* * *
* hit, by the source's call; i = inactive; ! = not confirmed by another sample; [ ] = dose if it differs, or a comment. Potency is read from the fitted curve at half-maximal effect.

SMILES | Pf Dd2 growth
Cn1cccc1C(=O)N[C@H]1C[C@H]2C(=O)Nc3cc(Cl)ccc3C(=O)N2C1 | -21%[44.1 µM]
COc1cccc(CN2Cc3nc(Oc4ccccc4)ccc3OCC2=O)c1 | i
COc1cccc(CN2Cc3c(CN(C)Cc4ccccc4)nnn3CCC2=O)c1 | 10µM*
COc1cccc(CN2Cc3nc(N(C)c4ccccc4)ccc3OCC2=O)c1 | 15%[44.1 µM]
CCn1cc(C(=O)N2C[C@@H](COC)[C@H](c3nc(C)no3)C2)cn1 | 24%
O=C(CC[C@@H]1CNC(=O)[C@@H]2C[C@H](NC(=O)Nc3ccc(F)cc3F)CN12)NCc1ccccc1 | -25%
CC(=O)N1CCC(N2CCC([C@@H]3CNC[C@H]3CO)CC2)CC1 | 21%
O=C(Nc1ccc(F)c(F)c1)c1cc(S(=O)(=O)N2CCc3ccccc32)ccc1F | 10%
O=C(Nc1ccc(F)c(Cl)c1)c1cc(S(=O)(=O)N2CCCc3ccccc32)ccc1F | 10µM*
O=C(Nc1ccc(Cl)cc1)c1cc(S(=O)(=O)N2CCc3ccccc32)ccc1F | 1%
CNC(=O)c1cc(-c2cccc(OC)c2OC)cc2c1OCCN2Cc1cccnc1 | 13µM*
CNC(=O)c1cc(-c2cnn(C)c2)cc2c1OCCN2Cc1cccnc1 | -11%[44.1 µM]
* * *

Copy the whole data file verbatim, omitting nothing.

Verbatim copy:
* hit, by the source's call; i = inactive; ! = not confirmed by another sample; [ ] = dose if it differs, or a comment. Potency is read from the fitted curve at half-maximal effect.

SMILES | Pf Dd2 growth
Cn1cccc1C(=O)N[C@H]1C[C@H]2C(=O)Nc3cc(Cl)ccc3C(=O)N2C1 | -21%[44.1 µM]
COc1cccc(CN2Cc3nc(Oc4ccccc4)ccc3OCC2=O)c1 | i
COc1cccc(CN2Cc3c(CN(C)Cc4ccccc4)nnn3CCC2=O)c1 | 10µM*
COc1cccc(CN2Cc3nc(N(C)c4ccccc4)ccc3OCC2=O)c1 | 15%[44.1 µM]
CCn1cc(C(=O)N2C[C@@H](COC)[C@H](c3nc(C)no3)C2)cn1 | 24%
O=C(CC[C@@H]1CNC(=O)[C@@H]2C[C@H](NC(=O)Nc3ccc(F)cc3F)CN12)NCc1ccccc1 | -25%
CC(=O)N1CCC(N2CCC([C@@H]3CNC[C@H]3CO)CC2)CC1 | 21%
O=C(Nc1ccc(F)c(F)c1)c1cc(S(=O)(=O)N2CCc3ccccc32)ccc1F | 10%
O=C(Nc1ccc(F)c(Cl)c1)c1cc(S(=O)(=O)N2CCCc3ccccc32)ccc1F | 10µM*
O=C(Nc1ccc(Cl)cc1)c1cc(S(=O)(=O)N2CCc3ccccc32)ccc1F | 1%
CNC(=O)c1cc(-c2cccc(OC)c2OC)cc2c1OCCN2Cc1cccnc1 | 13µM*
CNC(=O)c1cc(-c2cnn(C)c2)cc2c1OCCN2Cc1cccnc1 | -11%[44.1 µM]